If you have consolidated accounts during the year or moved into a new age bracket, make sure you have calculated the new minimum pension amount and adjusted your pension payments.

5.  Look at strategies to trigger Account Based Pension

After the budget changes some may question the benefit of a Transition to Retirement Pension but it still remains a very valid strategy to 01 July 2017 and for those earning $37,000 to $2250,000 (no ability to salary sacrifice beyond that income point) a valid strategy beyond that date.

However, anyone who will be 60 on or after 1 July 2017 might want to consider taking on a second part-time job that qualifies for Superannuation Guarantee contributions. The reasoning is that by doing so and then ending that arrangement you will trigger a “condition of release”, in this case “when an arrangement under which the member was gainfully employed has ceased on or after the member reached age 60”. This would give you the opportunity to convert a Transition to Retirement pension taxed at 15% to a full Account Based Pension that is tax exempt, while still working your main career, up to a limit of $1,600,000 on 1 July 2017.

Another version of this strategy is to retire after age 60 from your current job and return at a later date. Not many people have the flexibility or good-natured employer that would all this.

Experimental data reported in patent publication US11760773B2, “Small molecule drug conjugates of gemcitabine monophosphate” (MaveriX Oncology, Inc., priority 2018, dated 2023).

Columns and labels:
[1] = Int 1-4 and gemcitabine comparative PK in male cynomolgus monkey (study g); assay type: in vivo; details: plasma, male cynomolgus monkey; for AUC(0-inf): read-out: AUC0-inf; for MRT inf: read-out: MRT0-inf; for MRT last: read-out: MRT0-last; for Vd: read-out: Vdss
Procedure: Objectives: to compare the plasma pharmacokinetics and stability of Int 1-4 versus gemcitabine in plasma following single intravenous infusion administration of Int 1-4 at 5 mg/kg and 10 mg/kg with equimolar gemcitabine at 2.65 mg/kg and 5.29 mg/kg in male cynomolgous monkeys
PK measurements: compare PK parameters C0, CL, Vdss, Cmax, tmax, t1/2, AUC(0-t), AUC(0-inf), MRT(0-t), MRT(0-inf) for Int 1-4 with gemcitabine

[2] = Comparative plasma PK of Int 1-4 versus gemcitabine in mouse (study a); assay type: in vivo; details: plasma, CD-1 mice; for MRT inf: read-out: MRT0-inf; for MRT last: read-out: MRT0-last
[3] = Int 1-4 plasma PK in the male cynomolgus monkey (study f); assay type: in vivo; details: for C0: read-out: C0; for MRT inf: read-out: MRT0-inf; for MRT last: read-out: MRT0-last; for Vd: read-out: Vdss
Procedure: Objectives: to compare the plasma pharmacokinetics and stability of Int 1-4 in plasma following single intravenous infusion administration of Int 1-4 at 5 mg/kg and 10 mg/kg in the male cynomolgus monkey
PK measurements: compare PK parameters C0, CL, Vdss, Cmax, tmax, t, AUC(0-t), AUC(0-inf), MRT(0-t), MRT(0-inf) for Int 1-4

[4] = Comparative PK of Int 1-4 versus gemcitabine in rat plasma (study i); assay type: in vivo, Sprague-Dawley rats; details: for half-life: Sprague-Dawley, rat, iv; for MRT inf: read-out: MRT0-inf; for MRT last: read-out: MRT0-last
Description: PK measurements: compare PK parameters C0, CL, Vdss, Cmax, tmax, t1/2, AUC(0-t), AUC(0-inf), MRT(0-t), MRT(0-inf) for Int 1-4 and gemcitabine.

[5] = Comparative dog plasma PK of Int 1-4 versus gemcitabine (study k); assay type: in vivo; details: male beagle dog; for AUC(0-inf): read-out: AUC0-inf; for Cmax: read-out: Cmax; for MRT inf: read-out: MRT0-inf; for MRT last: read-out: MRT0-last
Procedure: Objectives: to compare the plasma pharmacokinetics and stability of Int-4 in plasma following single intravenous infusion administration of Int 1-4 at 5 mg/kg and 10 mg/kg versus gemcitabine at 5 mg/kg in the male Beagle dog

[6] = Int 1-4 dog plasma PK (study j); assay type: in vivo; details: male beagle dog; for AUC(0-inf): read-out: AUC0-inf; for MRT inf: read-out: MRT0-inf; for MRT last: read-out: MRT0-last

6.  Consider 2014-15 Contribution splitting

Yes, I know we are already in 2015-16 but you can still super split any concessional contributions from last financial year to your spouse/partners account before 30 June 2016. With the new $1,600,000 pension transfer limit in place, it is more important than ever to ensure couples use both limits available to them. So if one member of the couple has a higher balance in superannuation to their partner they should look at super splitting on an annual basis to even up the account balances and maximise use of the limits.

7.  Investment strategy and insurance considerations

Regulations are now in place that require SMSF trustees to include, as part of the fund’s investment strategy, consideration of the insurance needs of the fund members. Document your discussion and decisions so that an auditor can be assured you have met your duty as trustee. If you don’t feel members require insurance then simply state that and the reason why in the strategy document.

Remember that auditors are now required to be independent of your accountant and are under more ATO scrutiny and obligated to report breaches. New rules for paying for ‘own occupation’ TPD and trauma insurance in super have applied since July 2014, so be very careful about changing or moving pre-July 2014 insurance policies as you will not be able to replace like for like cover under the new rules.

By investing time into creating a strategy for your fund this financial year, you stand the best possible chance for generating the most wealth in your SMSF.

Disclaimer: The views expressed, and any advice given, in the above article are those of the author, and do not necessarily reflect the views of RaboDirect. We recommend that you seek professional advice before making any decisions relating to the matters discussed in the article. This is an updated article, view the old article here.